3. Labor. Related to Number one, but worth expounding upon. Even the scripture says that by the sweat of your brow shall you eat...and while I'm not saying the work I do isn't work, but it sure as hell doesn't lead to any brow sweating. And we wonder why we get fat? Dude, it's freakin' obvious....the only way NOT to get fat is either to eat nothing but lettuce, PAY some business to let you come and dance, lift weights, or ride a stationary bike for many hours a week (you ever stop to consider how stupid this really sounds?!?!?), or find a hobby that you can do for many hours each week that requires you to sweat profusely. When actual sweating is required for you to eat, I'll bet you'll see a much lower incidence of obesity.
And really, it's not just about obesity. For every societal problem we are desperate to find a quick and easy cure. I think it is part of the entitlement culture we have begun to foster. Personal responsibility has all but vanished and we seem more and more able and inclined to blame others or powers beyond our control for EVERYTHING that hinders us. In fact, I think we pound this into the heads of our children all the time.
Little Leagues that no longer keep score or refuse to recognize outstanding players for fear of making all the other players feel bad is a fantastic example. Less and less are we allowed to call anything inferior or wrong, rather they are simply called different. It's a wonder we can do math anymore...and in fact, largely we are failing that too. Black and white issues don't bode well in a rainbow coalition world. For every personal failure we seek to find a society wide issue to blame, which is all too easy to do. Injustices abound today, but precious few of them are personal.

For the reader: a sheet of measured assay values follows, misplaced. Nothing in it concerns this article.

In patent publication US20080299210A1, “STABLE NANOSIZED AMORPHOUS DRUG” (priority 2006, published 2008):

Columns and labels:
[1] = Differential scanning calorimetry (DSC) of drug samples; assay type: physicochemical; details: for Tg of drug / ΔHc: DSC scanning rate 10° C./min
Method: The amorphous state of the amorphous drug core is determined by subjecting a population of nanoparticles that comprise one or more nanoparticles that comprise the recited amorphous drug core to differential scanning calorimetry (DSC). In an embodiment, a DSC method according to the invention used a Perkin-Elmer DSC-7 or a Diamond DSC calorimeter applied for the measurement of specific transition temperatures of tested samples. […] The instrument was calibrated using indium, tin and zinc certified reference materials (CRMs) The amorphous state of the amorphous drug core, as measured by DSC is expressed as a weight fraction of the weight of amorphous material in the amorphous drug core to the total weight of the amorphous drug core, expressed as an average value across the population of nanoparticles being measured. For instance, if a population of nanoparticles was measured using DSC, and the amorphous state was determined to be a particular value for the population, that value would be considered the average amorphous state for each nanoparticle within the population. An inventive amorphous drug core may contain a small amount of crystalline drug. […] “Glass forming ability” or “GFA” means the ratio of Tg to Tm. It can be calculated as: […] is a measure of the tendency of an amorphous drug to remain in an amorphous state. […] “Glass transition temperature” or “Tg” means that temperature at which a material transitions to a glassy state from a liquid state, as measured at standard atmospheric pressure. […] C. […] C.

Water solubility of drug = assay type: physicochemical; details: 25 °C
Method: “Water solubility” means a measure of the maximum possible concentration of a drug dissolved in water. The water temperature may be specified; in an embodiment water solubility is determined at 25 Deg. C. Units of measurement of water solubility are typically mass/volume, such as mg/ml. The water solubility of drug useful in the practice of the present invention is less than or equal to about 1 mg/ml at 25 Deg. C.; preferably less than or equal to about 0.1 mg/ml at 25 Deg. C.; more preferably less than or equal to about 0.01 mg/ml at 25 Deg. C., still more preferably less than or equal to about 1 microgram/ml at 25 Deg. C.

Thomas Sowell has an interesting column today that addresses this issue. While I don't know if such entitlement philosophy is to blame for people lashing out in violent anger at society...though such murderers themselves almost without fail blamed society for their woes....I do believe we ought to do more to "EMPOWER" people by teaching them responsibility, personal responsibility.